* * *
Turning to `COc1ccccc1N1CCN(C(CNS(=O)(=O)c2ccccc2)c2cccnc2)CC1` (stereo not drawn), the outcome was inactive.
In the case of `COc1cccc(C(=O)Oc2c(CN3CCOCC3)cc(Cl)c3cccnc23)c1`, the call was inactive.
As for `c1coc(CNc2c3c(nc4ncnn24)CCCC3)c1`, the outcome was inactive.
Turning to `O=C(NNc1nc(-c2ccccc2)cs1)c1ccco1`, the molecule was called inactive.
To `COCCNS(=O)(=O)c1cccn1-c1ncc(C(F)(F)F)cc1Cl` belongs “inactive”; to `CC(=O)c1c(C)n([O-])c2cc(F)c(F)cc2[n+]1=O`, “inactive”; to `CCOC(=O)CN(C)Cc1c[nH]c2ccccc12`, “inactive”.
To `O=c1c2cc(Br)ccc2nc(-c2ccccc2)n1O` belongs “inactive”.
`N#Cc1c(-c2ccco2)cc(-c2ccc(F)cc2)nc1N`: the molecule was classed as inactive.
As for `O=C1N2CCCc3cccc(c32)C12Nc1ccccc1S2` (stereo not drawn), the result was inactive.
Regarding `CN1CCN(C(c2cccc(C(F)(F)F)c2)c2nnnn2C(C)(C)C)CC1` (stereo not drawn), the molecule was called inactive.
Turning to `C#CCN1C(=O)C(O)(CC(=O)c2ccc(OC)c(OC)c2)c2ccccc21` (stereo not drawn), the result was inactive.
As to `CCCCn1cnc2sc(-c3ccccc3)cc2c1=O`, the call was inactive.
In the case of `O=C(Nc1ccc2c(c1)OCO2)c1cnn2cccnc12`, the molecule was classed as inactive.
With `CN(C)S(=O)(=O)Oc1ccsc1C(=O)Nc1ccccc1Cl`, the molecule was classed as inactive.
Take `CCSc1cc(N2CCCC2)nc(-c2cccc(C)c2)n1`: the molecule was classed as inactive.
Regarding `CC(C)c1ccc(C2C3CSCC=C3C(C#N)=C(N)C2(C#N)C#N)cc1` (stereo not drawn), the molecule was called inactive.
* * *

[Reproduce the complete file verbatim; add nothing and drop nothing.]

Turning to `COc1ccccc1N1CCN(C(CNS(=O)(=O)c2ccccc2)c2cccnc2)CC1` (stereo not drawn), the outcome was inactive.
In the case of `COc1cccc(C(=O)Oc2c(CN3CCOCC3)cc(Cl)c3cccnc23)c1`, the call was inactive.
As for `c1coc(CNc2c3c(nc4ncnn24)CCCC3)c1`, the outcome was inactive.
Turning to `O=C(NNc1nc(-c2ccccc2)cs1)c1ccco1`, the molecule was called inactive.
To `COCCNS(=O)(=O)c1cccn1-c1ncc(C(F)(F)F)cc1Cl` belongs “inactive”; to `CC(=O)c1c(C)n([O-])c2cc(F)c(F)cc2[n+]1=O`, “inactive”; to `CCOC(=O)CN(C)Cc1c[nH]c2ccccc12`, “inactive”.
To `O=c1c2cc(Br)ccc2nc(-c2ccccc2)n1O` belongs “inactive”.
`N#Cc1c(-c2ccco2)cc(-c2ccc(F)cc2)nc1N`: the molecule was classed as inactive.
As for `O=C1N2CCCc3cccc(c32)C12Nc1ccccc1S2` (stereo not drawn), the result was inactive.
Regarding `CN1CCN(C(c2cccc(C(F)(F)F)c2)c2nnnn2C(C)(C)C)CC1` (stereo not drawn), the molecule was called inactive.
Turning to `C#CCN1C(=O)C(O)(CC(=O)c2ccc(OC)c(OC)c2)c2ccccc21` (stereo not drawn), the result was inactive.
As to `CCCCn1cnc2sc(-c3ccccc3)cc2c1=O`, the call was inactive.
In the case of `O=C(Nc1ccc2c(c1)OCO2)c1cnn2cccnc12`, the molecule was classed as inactive.
With `CN(C)S(=O)(=O)Oc1ccsc1C(=O)Nc1ccccc1Cl`, the molecule was classed as inactive.
Take `CCSc1cc(N2CCCC2)nc(-c2cccc(C)c2)n1`: the molecule was classed as inactive.
Regarding `CC(C)c1ccc(C2C3CSCC=C3C(C#N)=C(N)C2(C#N)C#N)cc1` (stereo not drawn), the molecule was called inactive.